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Partial dissociation in the neural bases of VSTM and imagery in the early visual cortex.

Saad E, Wojciechowska M, Silvanto J - Neuropsychologia (2015)

Bottom Line: We hypothesized that any differential effect of TMS on VSTM and imagery would indicate that their neuronal bases differ at the level of EVC.The impact of TMS on sensitivity did not differ between VSTM and imagery, but did depend on whether the tasks were carried concurrently or alone.This study shows that neural processes associated with VSTM and imagery in the early visual cortex can be partially dissociated.

View Article: PubMed Central - PubMed

Affiliation: Brain Research Unit, O.V. Lounasmaa Laboratory, School of Science, Aalto University, 00076 Espoo, Finland; Institute of Behavioral Sciences, University of Helsinki, 00014 Helsinki, Finland. Electronic address: saad.ely@gmail.com.

No MeSH data available.


Related in: MedlinePlus

Mean (n=15) of median reaction time (ms) as a function of TMS site and contrast difficulty level. (A) VSTM in “alone” condition. (B) Imagery in the “alone” condition. (C) VSTM in “concurrent” condition. (D) Imagery in “concurrent” condition. TMS significantly slowed down reaction times for VSTM but not for imagery. The Error bars indicate SDs from which between-subjects variance has been removed (Loftus and Masson, 1994).
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f0015: Mean (n=15) of median reaction time (ms) as a function of TMS site and contrast difficulty level. (A) VSTM in “alone” condition. (B) Imagery in the “alone” condition. (C) VSTM in “concurrent” condition. (D) Imagery in “concurrent” condition. TMS significantly slowed down reaction times for VSTM but not for imagery. The Error bars indicate SDs from which between-subjects variance has been removed (Loftus and Masson, 1994).

Mentions: Fig. 3(a–d) shows the mean (n=15) median reaction time during VSTM and imagery conditions as a function of TMS site and contrast difficulty level.


Partial dissociation in the neural bases of VSTM and imagery in the early visual cortex.

Saad E, Wojciechowska M, Silvanto J - Neuropsychologia (2015)

Mean (n=15) of median reaction time (ms) as a function of TMS site and contrast difficulty level. (A) VSTM in “alone” condition. (B) Imagery in the “alone” condition. (C) VSTM in “concurrent” condition. (D) Imagery in “concurrent” condition. TMS significantly slowed down reaction times for VSTM but not for imagery. The Error bars indicate SDs from which between-subjects variance has been removed (Loftus and Masson, 1994).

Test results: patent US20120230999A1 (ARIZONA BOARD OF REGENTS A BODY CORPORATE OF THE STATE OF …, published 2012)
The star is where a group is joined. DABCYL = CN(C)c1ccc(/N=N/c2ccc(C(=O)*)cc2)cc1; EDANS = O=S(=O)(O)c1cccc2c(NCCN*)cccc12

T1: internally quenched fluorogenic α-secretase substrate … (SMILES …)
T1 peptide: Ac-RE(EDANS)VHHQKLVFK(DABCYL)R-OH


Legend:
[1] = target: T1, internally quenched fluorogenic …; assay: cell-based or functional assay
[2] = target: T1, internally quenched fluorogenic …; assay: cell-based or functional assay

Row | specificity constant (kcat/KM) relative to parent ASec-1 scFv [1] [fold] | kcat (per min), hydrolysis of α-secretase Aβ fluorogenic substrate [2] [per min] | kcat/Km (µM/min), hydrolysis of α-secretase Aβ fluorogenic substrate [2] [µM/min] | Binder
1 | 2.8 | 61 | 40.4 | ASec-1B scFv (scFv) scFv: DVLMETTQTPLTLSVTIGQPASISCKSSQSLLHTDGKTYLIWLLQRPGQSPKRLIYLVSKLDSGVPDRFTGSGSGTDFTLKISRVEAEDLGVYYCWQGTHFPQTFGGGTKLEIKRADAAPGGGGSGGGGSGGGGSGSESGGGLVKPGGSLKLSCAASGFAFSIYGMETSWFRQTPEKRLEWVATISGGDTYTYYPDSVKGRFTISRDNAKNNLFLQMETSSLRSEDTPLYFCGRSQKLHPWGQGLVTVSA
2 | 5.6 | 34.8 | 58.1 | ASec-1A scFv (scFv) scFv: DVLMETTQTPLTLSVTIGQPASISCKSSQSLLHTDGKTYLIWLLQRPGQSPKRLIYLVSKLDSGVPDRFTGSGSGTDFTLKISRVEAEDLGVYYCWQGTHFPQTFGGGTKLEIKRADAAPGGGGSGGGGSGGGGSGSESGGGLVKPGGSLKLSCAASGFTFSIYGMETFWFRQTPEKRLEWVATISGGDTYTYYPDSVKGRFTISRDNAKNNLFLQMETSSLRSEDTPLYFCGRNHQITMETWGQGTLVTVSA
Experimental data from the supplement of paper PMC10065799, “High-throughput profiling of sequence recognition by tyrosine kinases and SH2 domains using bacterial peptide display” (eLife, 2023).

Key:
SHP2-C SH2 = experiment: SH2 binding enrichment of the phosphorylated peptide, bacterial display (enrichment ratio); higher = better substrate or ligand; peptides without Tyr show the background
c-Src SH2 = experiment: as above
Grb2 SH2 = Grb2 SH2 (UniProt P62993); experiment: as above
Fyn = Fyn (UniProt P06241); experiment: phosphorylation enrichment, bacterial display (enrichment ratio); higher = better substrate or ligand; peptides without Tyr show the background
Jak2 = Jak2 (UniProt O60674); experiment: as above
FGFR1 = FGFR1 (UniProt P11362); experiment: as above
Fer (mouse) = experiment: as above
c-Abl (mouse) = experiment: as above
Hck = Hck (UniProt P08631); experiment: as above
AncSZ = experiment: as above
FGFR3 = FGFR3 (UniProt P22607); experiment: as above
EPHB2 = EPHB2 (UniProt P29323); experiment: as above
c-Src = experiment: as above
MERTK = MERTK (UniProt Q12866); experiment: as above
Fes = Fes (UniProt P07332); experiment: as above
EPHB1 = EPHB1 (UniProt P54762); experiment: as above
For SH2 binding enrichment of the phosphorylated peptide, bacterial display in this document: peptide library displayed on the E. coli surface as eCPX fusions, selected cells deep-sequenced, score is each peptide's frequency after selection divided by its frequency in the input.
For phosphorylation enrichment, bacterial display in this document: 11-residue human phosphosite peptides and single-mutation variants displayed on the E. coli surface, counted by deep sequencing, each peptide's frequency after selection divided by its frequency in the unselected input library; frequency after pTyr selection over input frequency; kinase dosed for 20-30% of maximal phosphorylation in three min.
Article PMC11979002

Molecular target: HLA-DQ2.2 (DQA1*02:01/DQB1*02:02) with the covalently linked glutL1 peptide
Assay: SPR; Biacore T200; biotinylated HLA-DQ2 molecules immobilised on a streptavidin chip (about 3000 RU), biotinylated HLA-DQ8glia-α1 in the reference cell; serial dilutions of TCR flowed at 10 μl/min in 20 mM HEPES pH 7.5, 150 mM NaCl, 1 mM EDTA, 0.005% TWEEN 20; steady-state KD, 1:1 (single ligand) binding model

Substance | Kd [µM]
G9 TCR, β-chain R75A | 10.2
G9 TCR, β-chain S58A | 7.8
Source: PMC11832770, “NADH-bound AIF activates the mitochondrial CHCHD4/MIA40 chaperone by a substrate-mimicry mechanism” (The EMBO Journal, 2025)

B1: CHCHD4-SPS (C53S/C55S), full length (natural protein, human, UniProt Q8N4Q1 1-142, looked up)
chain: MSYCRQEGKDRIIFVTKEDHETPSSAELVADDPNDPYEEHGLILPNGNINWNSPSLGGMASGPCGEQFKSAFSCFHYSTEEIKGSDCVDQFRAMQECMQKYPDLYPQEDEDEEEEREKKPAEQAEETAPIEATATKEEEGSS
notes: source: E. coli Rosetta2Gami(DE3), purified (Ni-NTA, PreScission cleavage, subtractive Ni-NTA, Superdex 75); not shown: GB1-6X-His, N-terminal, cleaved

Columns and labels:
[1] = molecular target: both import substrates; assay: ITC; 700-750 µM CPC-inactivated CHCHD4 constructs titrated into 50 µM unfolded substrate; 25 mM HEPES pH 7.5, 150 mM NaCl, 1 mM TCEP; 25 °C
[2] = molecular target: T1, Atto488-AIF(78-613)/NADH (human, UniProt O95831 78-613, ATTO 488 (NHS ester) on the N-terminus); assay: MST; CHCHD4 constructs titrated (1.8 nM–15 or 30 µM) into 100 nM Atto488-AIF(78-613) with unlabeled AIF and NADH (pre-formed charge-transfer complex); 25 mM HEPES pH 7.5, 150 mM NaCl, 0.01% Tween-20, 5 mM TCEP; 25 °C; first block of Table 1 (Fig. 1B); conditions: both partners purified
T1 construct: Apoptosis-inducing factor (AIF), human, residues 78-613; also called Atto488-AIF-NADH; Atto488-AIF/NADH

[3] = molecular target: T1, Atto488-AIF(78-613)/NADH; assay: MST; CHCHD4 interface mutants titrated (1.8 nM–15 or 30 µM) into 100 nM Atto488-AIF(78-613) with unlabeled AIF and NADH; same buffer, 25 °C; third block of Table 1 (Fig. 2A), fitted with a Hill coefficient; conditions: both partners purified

© Copyright Policy - CC BY-NC-ND
Related In: Results  -  Collection

License
Show All Figures
getmorefigures.php?uid=PMC4542523&req=5

f0015: Mean (n=15) of median reaction time (ms) as a function of TMS site and contrast difficulty level. (A) VSTM in “alone” condition. (B) Imagery in the “alone” condition. (C) VSTM in “concurrent” condition. (D) Imagery in “concurrent” condition. TMS significantly slowed down reaction times for VSTM but not for imagery. The Error bars indicate SDs from which between-subjects variance has been removed (Loftus and Masson, 1994).
Mentions: Fig. 3(a–d) shows the mean (n=15) median reaction time during VSTM and imagery conditions as a function of TMS site and contrast difficulty level.

Bottom Line: We hypothesized that any differential effect of TMS on VSTM and imagery would indicate that their neuronal bases differ at the level of EVC.The impact of TMS on sensitivity did not differ between VSTM and imagery, but did depend on whether the tasks were carried concurrently or alone.This study shows that neural processes associated with VSTM and imagery in the early visual cortex can be partially dissociated.

View Article: PubMed Central - PubMed

Affiliation: Brain Research Unit, O.V. Lounasmaa Laboratory, School of Science, Aalto University, 00076 Espoo, Finland; Institute of Behavioral Sciences, University of Helsinki, 00014 Helsinki, Finland. Electronic address: saad.ely@gmail.com.

No MeSH data available.


Related in: MedlinePlus